Mediation can happen anytime for any kind of legal dispute. It can be an employment dispute between you and one of your employees. It can be business partners. Shareholders and partners. It can be a business and a vendor. A vendor and a supplier.
The idea is that you see something’s going sideways legally. But, you want to nip it in the bud and reach a settlement agreement. And if you do reach that settlement agreement, that becomes a new and binding contract from which you can move forward.
Mediation is a really underutilized opportunity for businesses. Businesses may want to consider using mediation because by the time you get to litigation, tempers are on fire, and people are more stoked.
What’s the difference and should you choose mediation vs. litigation? In litigation, everyone digs in a little bit more because you’ve now spent the money. You’ve hired the lawyers. Everybody’s there to fight.
Mediation’s really meant to come in and resolve. End the fighting and end the bleeding before it gets too far. Many times mediation does happen in the midst of litigation. Courts will order parties to mediation. But mediation can happen at any point.
Alyson volunteers every month for the Orange County Courthouse as a pro bono mediator. Once a month she spends an entire morning mediating approximately seven cases.
Mediation gives you that opportunity to say, ‘well what can you do? What are you able to do? What do you want to do?’ And it puts the power in the party’s hands. That’s the difference.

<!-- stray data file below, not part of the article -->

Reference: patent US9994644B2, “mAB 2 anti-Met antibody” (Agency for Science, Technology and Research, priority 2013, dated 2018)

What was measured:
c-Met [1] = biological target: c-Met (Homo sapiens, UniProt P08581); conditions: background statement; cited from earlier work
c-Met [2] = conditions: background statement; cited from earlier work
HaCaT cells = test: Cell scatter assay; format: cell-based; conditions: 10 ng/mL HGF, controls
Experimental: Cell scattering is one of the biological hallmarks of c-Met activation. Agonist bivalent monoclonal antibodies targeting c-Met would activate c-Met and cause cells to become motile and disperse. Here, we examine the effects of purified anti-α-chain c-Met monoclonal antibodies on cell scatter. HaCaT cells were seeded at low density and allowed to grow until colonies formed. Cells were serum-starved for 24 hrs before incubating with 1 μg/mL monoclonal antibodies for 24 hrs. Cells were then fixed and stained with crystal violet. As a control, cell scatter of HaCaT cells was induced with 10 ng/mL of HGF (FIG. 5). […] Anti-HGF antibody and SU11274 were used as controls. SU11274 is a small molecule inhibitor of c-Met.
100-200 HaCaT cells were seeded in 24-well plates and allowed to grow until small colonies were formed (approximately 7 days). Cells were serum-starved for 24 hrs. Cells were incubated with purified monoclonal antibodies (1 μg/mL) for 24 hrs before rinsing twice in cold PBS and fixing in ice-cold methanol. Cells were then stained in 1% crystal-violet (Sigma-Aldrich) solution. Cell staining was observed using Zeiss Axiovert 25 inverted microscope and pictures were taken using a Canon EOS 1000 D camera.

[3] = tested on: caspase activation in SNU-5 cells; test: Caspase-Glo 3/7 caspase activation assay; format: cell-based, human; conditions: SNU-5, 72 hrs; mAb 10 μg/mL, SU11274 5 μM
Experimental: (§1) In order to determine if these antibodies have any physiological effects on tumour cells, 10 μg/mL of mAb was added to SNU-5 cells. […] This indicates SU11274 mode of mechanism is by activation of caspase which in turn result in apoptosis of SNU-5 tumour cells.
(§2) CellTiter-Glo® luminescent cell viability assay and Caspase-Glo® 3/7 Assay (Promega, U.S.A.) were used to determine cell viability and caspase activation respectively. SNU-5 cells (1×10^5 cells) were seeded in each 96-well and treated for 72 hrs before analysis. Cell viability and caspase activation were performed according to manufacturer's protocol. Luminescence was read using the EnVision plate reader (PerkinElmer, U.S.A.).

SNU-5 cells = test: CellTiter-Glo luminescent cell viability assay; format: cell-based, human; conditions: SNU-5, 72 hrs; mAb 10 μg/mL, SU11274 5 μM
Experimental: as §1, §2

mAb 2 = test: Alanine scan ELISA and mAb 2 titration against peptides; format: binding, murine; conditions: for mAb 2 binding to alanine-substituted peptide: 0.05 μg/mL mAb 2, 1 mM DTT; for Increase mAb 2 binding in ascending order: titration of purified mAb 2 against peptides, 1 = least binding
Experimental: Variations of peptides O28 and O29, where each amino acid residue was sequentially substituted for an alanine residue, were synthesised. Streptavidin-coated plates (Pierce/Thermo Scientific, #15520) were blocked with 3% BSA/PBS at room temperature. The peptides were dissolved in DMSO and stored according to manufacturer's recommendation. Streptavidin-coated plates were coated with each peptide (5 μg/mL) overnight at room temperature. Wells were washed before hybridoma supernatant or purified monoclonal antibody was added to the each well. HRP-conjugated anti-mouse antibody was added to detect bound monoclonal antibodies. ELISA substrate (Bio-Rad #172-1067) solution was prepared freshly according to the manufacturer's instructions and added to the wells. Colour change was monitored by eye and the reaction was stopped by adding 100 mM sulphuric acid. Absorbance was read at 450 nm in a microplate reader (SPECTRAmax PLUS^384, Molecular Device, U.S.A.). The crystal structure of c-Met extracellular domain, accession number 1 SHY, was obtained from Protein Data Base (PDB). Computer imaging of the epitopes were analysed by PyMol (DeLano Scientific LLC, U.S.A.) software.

When you go to a court, you go to a judge or a jury. You’re saying, “tell me legally who’s right and who’s wrong under the law?” You have no say in the outcome.
At mediation it’s not a matter of right or wrong, it’s about what can you do? What do you want to do? And you keep that control as the party and you ultimately make the choice.
You make the decision as to what goes on and happens next in your life, in your job, in your business, and in whatever decision is sitting there before you.
If Bloodworth Law is litigating a case, Bloodworth Law cannot act as the mediator on that case because we are already the attorneys and the advocate and a position has been taken.
A mediation can run from one hour to eight hours or more depending on how large a case is.
Recent Clients Recoveries
- $250,000 in a trust dispute
- $417,000 in a business dispute
- $385,000 in a trust dispute
- $750,000 in a trust dispute
- $723,000 in a business dispute
- $435,000 in a probate litigation
Clients pay attorney fees after a case is completed and when it pays out.
Contingency fee means that the client pays legal fees when the lawyer and case brings in money from the legal actions taken. Reed immediately begins work on the case to pursue a legal action that will yield financial results. Clients meanwhile are not billed, have to write a check, or pay by credit card to get a case moving. Every case is reviewed and there is no guarantee that it will qualify or be accepted as a contingency fee case but you should find out through talking with Reed.
Contingency fee cases are available for business litigation, and for trust and estate litigation cases.